Newton Gingrich's Passage to Power

(AP Photo/Evan Vucci)
The existence of the Republican Party has been marked by five incarnations in its century and a half, peaking early with its first president and the country’s greatest, Abraham Lincoln. The second Republican age culminated at the outset of the last century with Theodore Roosevelt; the third age with Dwight Eisenhower; the fourth with Ronald Reagan—whose harbingers were Barry Goldwater and Richard Nixon—and whose coda was George H. W. Bush. The fifth that ultimately would coalesce around the presidency of Bush’s son was inaugurated by Newton Leroy Gingrich of Georgia, and not even W. has better represented the party’s style and substance these past 20 years. It might be natural, then, even to someone less possessed of Gingrich’s megalomania, to believe that it was natural for him to retake command of the Republican forces after the party’s worst presidential loss—not merely in numbers but morale and reason-to-be—since 1964. So enraged was the party at everything and everyone but itself...

Chill Out. Romney's Not Picking a VP for a Long Time.

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Are you already sick of the endless series of articles extolling the virtues of various potential Mitt Romney running mates? Are you also sick of the posturing— TV ads , major foreign policy speeches —of wannabe VP candidates? Too bad. If Romney follows precedent it will be quite some time before he selects his partner on the Republican ticket. Geoffrey Skelley analyzed past picks and found a pretty clear trend. Candidates don’t announce their running mates until the last minute before their party’s convention. On average, the vice presidential candidate has been rolled out four days before a convention since 1992, with John Kerry’s selection of John Edwards an outlier at 20 days before the start of the 2004 Democratic convention. Even if Romney tilts toward the earlier end of the selection spectrum, that still means we’ve got months of the Veepstakes remaining. The Republican convention in Tampa doesn’t kickoff until August 27. However Romney is already in the phase of testing out...

Romney's Distasteful Spin

(Flickr/Gage Skidmore)
The Romney campaign has tried their darndest to divert the media and wipe their hands clean of Richard Grenell after the national security spokesperson abruptly resigned his post yesterday afternoon. When the news leaked to The Washington Post 's Jennifer Rubin, it was immediately framed in terms of Grenell's status as an openly gay man in a party that advocates against LGBT civil rights. However Rubin didn't mince words in explaining Grenell's departure. "The ongoing pressure from social conservatives over his appointment and the reluctance of the Romney campaign to send Grenell out as a spokesman while controversy swirled left Grenell essentially with no job," she wrote. The last thing Romney wants is a string of stories accusing the presumptive Republican nominee of being a homophobe. Romney's campaign manager Matt Rhodes issued a release claiming that they were "disappointed" by Grenell's decision, and they contacted publications such as Politico to change the narrative, claiming...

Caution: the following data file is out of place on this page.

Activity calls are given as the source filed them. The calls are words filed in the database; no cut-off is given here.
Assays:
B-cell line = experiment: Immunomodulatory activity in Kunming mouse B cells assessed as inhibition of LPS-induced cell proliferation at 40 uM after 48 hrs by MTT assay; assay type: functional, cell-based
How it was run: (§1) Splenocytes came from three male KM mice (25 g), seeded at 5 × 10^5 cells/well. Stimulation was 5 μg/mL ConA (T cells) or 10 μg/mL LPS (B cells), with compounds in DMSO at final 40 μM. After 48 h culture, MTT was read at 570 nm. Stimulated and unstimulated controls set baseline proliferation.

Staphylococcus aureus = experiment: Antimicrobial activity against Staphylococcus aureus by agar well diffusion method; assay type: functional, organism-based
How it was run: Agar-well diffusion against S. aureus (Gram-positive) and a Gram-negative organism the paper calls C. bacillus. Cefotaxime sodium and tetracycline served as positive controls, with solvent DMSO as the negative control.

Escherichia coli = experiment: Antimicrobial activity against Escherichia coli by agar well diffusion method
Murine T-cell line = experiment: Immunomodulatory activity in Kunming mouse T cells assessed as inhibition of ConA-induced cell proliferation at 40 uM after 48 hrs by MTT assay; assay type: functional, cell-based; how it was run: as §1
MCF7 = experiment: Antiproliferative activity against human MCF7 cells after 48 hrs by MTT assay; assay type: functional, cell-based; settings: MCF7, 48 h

Why Romney Won't Pick Condi

(Eric Draper/Public Domain)
The Hill 's Christian Heinze smacks down speculation that Condoleezza Rice might get tapped as Mitt Romney's running mate. Heinze offers one simple yet convincing explanation—Rice is pro-choice, an intolerable stance among the GOP base. It would be difficult for any Republican to convince the party of a pro-choice VP, but it’s a particularly acute challenge for Romney, a former moderate who has devoted himself to selling conservatives that he is in actuality one of them to only middling success. Romney has spent the last six years trying to convince social conservatives that he's really, truly, actually, and honestly pro-life. Why would he destroy all of that by picking Condi? And make no mistake about it, all of that would be destroyed within ten minutes of announcing the pick. And think about this. If John McCain opted out of picking the pro-choice Joe Lieberman because it would inspire full-scale revolt with the base, do you really think Romney would dare? I think there is a far...